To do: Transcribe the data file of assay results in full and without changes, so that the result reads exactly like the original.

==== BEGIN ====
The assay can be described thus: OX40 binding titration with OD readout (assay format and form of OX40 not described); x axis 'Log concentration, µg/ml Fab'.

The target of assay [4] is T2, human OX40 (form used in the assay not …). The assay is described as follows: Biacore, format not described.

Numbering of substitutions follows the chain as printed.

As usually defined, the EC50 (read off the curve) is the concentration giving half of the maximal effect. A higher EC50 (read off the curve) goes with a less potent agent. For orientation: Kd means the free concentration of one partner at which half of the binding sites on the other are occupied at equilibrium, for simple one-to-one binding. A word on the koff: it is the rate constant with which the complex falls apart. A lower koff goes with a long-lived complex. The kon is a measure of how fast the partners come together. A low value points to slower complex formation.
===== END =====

The assay can be described thus: OX40 binding titration with OD readout (assay format and form of OX40 not described); x axis 'Log concentration, µg/ml Fab'.

The target of assay [4] is T2, human OX40 (form used in the assay not …). The assay is described as follows: Biacore, format not described.

Numbering of substitutions follows the chain as printed.

As usually defined, the EC50 (read off the curve) is the concentration giving half of the maximal effect. A higher EC50 (read off the curve) goes with a less potent agent. For orientation: Kd means the free concentration of one partner at which half of the binding sites on the other are occupied at equilibrium, for simple one-to-one binding. A word on the koff: it is the rate constant with which the complex falls apart. A lower koff goes with a long-lived complex. The kon is a measure of how fast the partners come together. A low value points to slower complex formation.